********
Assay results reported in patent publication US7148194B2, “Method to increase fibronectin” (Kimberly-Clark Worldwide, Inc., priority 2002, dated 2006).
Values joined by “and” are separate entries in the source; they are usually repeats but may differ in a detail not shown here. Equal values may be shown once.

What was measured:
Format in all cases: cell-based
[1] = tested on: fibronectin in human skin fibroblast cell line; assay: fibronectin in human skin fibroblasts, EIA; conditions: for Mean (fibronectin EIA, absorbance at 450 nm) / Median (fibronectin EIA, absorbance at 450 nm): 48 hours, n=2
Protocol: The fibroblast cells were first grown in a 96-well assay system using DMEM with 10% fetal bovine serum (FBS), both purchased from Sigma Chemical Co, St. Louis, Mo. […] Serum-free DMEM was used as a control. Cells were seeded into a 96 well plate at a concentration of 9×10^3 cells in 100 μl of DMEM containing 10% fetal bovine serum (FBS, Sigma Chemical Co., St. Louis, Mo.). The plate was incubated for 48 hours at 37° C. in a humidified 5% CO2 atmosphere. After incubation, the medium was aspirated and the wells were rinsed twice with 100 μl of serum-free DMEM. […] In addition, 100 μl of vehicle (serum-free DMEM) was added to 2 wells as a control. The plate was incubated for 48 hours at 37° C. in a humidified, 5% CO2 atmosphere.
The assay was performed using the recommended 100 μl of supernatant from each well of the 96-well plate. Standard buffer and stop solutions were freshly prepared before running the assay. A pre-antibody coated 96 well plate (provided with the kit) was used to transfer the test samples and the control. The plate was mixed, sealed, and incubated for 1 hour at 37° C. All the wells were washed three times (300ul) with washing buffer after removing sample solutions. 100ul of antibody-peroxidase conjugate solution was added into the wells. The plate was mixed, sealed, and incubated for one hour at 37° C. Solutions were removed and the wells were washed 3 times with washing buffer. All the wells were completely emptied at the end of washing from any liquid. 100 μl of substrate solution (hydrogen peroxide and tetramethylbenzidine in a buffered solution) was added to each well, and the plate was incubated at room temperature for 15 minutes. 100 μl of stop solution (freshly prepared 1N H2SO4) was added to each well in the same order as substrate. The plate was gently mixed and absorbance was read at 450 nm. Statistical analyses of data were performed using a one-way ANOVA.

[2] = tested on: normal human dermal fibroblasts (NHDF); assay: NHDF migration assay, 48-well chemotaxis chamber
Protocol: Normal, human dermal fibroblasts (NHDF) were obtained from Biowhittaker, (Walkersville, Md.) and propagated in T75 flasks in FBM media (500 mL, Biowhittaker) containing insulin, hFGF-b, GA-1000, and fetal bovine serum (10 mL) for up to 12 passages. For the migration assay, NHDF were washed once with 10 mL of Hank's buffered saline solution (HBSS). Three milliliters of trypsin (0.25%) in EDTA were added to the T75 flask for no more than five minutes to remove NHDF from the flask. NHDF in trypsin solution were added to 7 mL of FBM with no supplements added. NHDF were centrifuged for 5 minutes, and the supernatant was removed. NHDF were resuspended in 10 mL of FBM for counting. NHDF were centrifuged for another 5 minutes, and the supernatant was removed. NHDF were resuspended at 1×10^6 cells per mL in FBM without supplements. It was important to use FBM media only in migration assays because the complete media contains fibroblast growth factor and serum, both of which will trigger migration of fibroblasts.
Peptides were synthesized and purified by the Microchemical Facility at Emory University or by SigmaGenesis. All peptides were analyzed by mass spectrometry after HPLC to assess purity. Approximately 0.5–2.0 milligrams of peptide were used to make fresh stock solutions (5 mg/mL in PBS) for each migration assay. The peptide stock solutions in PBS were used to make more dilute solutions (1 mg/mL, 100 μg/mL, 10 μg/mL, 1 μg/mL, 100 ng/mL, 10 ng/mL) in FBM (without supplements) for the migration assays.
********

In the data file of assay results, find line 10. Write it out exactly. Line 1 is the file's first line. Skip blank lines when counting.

Peptides were synthesized and purified by the Microchemical Facility at Emory University or by SigmaGenesis. All peptides were analyzed by mass spectrometry after HPLC to assess purity. Approximately 0.5–2.0 milligrams of peptide were used to make fresh stock solutions (5 mg/mL in PBS) for each migration assay. The peptide stock solutions in PBS were used to make more dilute solutions (1 mg/mL, 100 μg/mL, 10 μg/mL, 1 μg/mL, 100 ng/mL, 10 ng/mL) in FBM (without supplements) for the migration assays.